The Four Humors: from Hippocrates to Shakespeare

Grade Levels


Academic Topics

  • Science
  • History
  • Social Studies


Students use the online exhibition, “And there’s the humor of it” Shakespeare and the four humors, to explore the ways in which the theory of the four humors from ancient Greece and Rome influenced how Shakespeare understood and wrote about the characters in his plays. They assess the dominant humor of Katharine Minola, the protagonist in The Taming of the Shrew. Students then read two contemporary articles about the mind-body connection to write a short essay about their position on the subject.

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Teachers are encouraged to preview “The World of Shakespeare’s Humors” and “Taming of the Shrew” sections of the online exhibition, as well as “Hippocrates and Rise of Rational Medicine” and “Galen” sections in the Greek Medicine online exhibition. In addition, teachers may review the following words to identify those that students may need to learn during research activities or class discussions: humor, temperament, bile, choler/choleric, melancholy/melancholic, phlegm/phlegmatic, sanguine, physiology, bloodletting, purging, dogma, cosmology, disposition, therapeutic, biochemical, psychotropic, alleviate, shrew/shrewish.

This class resource was developed by Janet Collier, Jewish Primary Day School of the Nation’s Capital, Washington, D.C Close


  1. Lesson 1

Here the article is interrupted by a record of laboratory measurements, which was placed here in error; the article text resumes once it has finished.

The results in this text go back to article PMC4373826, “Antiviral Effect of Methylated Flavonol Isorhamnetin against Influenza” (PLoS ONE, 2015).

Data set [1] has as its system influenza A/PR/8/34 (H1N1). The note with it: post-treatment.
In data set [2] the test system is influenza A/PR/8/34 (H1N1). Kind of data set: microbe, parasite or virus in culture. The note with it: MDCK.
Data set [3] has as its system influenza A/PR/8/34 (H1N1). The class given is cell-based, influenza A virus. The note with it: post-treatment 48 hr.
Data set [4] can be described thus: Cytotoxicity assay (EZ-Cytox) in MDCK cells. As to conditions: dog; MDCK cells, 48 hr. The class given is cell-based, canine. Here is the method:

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    Students learn about Hippocrates and Galen in the context of the traditional Western medicine and humoral theory. Students also write on an exit slip their own thoughts on whether or how modern medicine considers the mind-body connection. Close

  2. Lesson 2

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    Students examine the four humors as they relate to bodily fluids and temperaments that continued as an integral part of Western medicine’s view of the mind-body connection in Shakespeare’s time, using various primary visual sources. Afterwards, students consider the current understanding of the mind-body connection by reading two articles and writing an essay where they revise and elaborate on their exit slips written during Lesson 1, Step 10. Close

Learning Outcomes

After completing this class resource, students are able to:

  • Identify at least one contribution that Hippocrates and Galen each made to early Western medicine
  • Name the four humors and a minimum of two traits associated with each humor
  • Describe how and why Shakespeare’s fictional characters reflect the four-humor theory, thus demonstrating understanding of how scientific knowledge influences understanding of the human condition and continually evolves
  • Recognize that humans continue to explore the mind-body connection in the Western medical traditions from the ancient era until today